Flexible & Broken Plan Living
Broken plan living is a concept that has been becoming increasingly popular since the first lockdown in 2020, as it’s all about using space in clever ways. Creating distinct zones within your home is the key to this trend, breaking up the open-plan living spaces that have been so prevalent in recent decades.
Open kitchen diners have maintained a level of popularity, but living through a pandemic and working from home has made people crave space away from those they live with.
Creating office spaces that are separated from the main living spaces has become a priority for a number of reasons, such as wanting sound reduction and privacy, but also to help create that all important work/life balance that many have struggled to find in recent times. Having a physical wall or door on the office space gives people the chance to quite literally shut off from work, but there are other ways to zone a space without walls which we’ll go into below.
Living spaces are also becoming more zoned; whether that’s to allow children to have their own spaces to play, or to create a snug area to watch TV.
One thing to think about when creating a broken plan living concept is to keep light flowing through the space. One way to do this is to make sure that any furniture you use to create the zones, such as book cases, are open on both sides to let light through.
Another way to keep spaces feeling separate without any bulky furniture is to use different types of flooring in different areas.
A great way to do this is to choose one floor, but in two different designs. So for example, lay planks in your kitchen, before it flows into herringbone in your living space, or vice versa. You could also use herringbone throughout the entire space, and then use matching blocks to create a border around the areas you want to zone. If you wanted to elevate borders to the next level, think about using metal inlays.
Using different rugs in different areas can also be used to great effect, but if you are using underfloor heating then you need to be careful not to create hotspots in the floor.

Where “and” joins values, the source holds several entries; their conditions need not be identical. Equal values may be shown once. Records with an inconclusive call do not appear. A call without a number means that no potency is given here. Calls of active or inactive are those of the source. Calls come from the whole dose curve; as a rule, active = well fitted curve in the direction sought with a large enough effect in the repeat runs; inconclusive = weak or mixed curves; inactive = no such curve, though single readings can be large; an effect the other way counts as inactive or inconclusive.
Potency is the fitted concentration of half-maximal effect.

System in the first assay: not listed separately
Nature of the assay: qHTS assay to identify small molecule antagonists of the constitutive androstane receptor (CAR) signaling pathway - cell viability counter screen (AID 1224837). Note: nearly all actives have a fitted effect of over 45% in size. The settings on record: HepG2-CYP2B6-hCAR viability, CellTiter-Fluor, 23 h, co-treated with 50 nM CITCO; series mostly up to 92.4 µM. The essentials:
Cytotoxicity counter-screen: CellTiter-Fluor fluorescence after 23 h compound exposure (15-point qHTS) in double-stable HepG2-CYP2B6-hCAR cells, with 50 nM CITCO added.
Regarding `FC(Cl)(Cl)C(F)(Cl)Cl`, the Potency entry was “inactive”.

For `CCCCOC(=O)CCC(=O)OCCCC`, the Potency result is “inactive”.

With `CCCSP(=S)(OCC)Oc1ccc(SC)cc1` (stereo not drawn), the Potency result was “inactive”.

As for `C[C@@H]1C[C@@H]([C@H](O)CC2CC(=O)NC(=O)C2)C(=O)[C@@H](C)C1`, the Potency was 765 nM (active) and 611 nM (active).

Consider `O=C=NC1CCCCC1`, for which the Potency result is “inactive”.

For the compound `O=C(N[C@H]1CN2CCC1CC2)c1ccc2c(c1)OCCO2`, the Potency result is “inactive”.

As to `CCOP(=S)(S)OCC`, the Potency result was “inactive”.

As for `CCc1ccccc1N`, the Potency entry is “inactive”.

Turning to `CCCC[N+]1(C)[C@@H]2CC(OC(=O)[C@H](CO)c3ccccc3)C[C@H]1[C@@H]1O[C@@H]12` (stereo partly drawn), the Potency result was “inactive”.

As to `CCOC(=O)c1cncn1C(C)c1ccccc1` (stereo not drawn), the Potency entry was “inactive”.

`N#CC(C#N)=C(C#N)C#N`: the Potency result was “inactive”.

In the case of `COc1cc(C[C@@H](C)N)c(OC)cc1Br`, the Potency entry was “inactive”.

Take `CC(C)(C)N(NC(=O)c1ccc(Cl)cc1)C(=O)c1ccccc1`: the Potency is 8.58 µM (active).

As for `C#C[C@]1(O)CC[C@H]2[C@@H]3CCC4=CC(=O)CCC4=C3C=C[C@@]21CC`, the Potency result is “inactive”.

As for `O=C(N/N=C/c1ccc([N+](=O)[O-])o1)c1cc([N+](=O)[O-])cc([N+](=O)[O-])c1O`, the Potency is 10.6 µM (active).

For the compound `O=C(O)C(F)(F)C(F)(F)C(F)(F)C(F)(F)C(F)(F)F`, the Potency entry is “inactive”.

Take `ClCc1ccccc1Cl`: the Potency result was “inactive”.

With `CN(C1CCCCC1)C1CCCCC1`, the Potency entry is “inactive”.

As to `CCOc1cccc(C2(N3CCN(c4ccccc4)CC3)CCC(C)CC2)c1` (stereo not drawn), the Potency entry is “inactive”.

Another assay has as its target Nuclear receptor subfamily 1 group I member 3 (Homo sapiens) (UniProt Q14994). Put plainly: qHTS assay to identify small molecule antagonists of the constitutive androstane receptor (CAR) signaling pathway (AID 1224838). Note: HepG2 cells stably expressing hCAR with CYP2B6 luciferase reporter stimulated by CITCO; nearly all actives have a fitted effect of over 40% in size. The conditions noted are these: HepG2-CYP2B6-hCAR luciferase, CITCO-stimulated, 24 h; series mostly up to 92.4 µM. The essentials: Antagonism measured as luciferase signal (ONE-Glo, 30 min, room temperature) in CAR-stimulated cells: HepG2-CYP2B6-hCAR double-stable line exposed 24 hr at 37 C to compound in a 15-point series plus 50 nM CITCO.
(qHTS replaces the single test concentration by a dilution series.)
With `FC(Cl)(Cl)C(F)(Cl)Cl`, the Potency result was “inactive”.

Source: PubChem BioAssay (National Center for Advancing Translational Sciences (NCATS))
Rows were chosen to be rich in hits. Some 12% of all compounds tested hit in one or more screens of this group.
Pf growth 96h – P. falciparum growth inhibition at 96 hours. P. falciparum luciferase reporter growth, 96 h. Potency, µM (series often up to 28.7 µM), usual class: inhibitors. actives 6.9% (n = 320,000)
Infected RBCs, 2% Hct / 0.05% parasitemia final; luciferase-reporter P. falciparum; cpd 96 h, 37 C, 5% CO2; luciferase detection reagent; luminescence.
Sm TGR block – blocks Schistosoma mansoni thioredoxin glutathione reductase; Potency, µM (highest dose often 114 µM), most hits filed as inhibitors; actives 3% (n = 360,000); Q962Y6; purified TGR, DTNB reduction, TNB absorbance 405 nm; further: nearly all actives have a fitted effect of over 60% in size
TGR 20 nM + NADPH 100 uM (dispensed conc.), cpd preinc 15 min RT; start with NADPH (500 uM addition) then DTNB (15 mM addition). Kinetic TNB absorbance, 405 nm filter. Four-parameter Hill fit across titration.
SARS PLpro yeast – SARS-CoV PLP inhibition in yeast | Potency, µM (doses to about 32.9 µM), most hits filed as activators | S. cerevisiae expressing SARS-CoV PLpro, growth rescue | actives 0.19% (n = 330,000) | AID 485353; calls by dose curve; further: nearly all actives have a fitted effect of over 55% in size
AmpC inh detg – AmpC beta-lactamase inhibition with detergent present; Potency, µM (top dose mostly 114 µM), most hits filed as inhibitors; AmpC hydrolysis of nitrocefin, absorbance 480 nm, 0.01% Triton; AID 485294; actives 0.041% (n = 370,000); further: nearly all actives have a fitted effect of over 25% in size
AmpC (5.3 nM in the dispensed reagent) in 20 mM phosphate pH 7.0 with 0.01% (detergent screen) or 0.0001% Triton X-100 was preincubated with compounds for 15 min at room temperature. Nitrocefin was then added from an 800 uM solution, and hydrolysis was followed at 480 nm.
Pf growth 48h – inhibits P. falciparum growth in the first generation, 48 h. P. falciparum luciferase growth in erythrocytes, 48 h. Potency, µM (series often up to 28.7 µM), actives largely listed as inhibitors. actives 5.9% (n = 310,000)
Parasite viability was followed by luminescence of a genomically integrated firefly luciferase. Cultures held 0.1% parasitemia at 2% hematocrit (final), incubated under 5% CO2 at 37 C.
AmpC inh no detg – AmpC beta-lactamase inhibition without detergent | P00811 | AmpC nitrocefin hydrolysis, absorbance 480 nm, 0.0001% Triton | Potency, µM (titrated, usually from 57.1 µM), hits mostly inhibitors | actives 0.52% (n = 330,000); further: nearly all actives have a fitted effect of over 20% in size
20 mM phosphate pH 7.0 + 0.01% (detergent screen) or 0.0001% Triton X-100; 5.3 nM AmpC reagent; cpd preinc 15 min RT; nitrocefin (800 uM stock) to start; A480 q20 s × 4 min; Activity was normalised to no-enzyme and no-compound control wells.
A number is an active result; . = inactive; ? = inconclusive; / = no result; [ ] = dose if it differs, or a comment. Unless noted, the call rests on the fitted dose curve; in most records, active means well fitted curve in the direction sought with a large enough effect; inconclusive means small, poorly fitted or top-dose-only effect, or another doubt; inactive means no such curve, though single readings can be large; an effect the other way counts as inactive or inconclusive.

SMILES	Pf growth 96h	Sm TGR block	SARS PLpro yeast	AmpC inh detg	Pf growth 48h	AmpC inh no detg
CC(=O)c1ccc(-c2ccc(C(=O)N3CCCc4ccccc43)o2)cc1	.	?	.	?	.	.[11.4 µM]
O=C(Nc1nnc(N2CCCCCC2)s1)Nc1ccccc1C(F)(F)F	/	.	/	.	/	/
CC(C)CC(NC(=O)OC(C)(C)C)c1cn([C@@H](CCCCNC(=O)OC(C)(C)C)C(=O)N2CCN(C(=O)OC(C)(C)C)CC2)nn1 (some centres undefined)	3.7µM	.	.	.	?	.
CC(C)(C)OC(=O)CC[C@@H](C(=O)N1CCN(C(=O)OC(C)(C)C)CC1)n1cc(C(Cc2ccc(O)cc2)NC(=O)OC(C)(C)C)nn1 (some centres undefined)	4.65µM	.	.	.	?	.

Natural Materials & Eco-Friendly Design
The use of natural materials has been increasing ever since the Scandinavian style rocketed in popularity in the 2010s. Using wood, marble, linen and rattan are all brilliant ways to introduce this trend to your home while maintaining a more current aesthetic.
Wood flooring is the epitome of this trend. Not only is it a renewable resource that is good for the environment, but it ages beautifully, developing a wonderful patina over time.
Flooring underpins your entire interior scheme, so you’ll want to choose something that you won’t have to replace after 5 years.
This concept ties into another huge trend: eco-friendly design.
Conscious consumption is at the top of the agenda as people are re-evaluating their impact on the planet. For many, this means not just using sustainably sourced products, but ones that last for longer without going to landfill. Wood flooring is a timeless choice – they never go out of fashion. This makes wood flooring the perfect choice when you are being mindful about what you choose for your home.
Reclaimed timber is the ultimate eco-friendly choice. Using reclaimed flooring or cladding in your home is the most sustainable and natural material you could possibly choose. Reclaimed wood can also be used to create furniture such as shelving, or even table tops. Open shelving can be used to break up spaces into zones, as we mentioned above – just make sure they’re very well bolted down!
Textured design is the latest phase of the evolution that surfaces have been undergoing over the last few years. Tiles have become tactile, wallpapers have become three dimensional, and now it’s the time for furniture to take its turn.
Wood flooring is arguably the largest piece of furniture in your home, and is a great way to introduce texture.
Even a smooth wood floor can add texture to a space, but if you want to turn it up a notch you can choose from subtly textured options all the way through to rougher, sawn textures.
The most delicate texture after smoothed, this is where the planks or blocks are brushed to remove the soft summer growth. This clever technique reveals the timber’s natural grain.
We sand the wood’s natural undulations to really bring them to the fore. This gives a truly organic feel, as no board will be exactly the same as another.
Inspired by the natural wear and tear of older wood, we make both shallow and deep saw marks across open areas of the board.
We use innovative techniques to create saw marks at random across the width of the board. This gives a lived-in look to the floor.
This technique replicates a weather-beaten texture. We sand blast the floors to give them an authentic, reclaimed texture and appearance.
These trends all tie in beautifully together. Using textured, natural materials across a broken plan home can really make your home feel like a relaxing sanctuary. It brings a feeling of being closer to nature, while giving those you live with their own space.